State Water Resources Research Institute Program

Project ID: 2008AR191B
Title: Spatial and historical distribution of Geosmin and MIB producers in Beaver Reservoir, northwest Arkansas
Project Type: Research
Start Date: 3/01/2008
End Date: 2/28/2009
Congressional District: 3
Focus Categories: Water Quality, Ecology, Toxic Substances
Keywords: reservoir, odor and taste, cyanobacteria, nutrients, MIB, Geosmin, CCA, diatoms, paleolimnology
Principal Investigators: Hausmann, Sonja (University of Arkansas); Boss, Stephen K. (Dept. of Geosciences); Davis, Ralph K (University of Arkansas)
Federal Funds: $ 25,423
Non-Federal Matching Funds: $ 50,846
Abstract: Taste and odor issues are a major problem for water districts and municipalities worldwide. Each Fall Beaver Reservoir, northwest Arkansas' primary drinking water supply, experiences episodic intervals of bad taste and odor. Efforts to eradicate the primary compounds, Geosmin and Methyl-Isoborneol (MIB), such as ozonation, filtration and watershed management have been marginally successful. One of the major problems associated with eradicating taste and odor is that the source and mechanisms of production are poorly understood. During 2007 we sampled for MIB, Geosmin, and phytoplankton and actinomycetes species abundance. The latter were merely present. Additionally, water quality parameters such as dissolved oxygen, temperature, nutrients and dissolved solids were assessed. In year one we found significant relationships between MIB and the cyanobacterium Cylindrospermopsis raciborskii (r = 0.75, n = 12, p < 0.005), the diatom Asterionella formosa and the gold-brown algae Chryosococcus sp. (r = 0.91, r = 0.83, n = 12, p < 0.0005). The latter two are known as taste and odor producers and leave silica remains in the sediments. Additionally, the environment-algae relationship that exists at the intake site also seems to be present within two major arms that feed the lake. In year two we want to study the MIB, environment-algae relationship in the two arms and add a paleolimnological study of a sediment core. The projected study of the arms will allow us to compare the spatial and temporal production of MIB in order to develop a more complete understanding of taste and odor episodes in the reservoir. The paleolimnological study will allow us to understand how historic activities in the catchment may have influenced the water quality of the reservoir.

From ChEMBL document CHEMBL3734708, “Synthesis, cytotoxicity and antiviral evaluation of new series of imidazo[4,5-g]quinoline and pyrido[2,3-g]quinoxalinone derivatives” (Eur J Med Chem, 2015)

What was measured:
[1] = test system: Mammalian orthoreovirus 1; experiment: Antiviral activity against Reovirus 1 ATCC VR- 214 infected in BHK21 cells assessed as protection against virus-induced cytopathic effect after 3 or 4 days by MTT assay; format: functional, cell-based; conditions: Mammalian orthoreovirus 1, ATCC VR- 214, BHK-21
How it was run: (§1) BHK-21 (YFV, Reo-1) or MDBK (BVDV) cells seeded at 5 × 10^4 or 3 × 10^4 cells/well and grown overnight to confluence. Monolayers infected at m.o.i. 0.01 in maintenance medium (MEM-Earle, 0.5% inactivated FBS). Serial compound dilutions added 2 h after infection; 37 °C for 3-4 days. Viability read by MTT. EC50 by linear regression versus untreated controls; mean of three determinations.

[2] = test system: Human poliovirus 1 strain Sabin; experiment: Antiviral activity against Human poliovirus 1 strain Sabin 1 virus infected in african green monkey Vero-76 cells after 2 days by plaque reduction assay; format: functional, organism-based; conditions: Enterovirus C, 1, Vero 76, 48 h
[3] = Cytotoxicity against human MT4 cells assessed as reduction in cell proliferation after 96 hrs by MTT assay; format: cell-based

Progress/Completion Report, PDF

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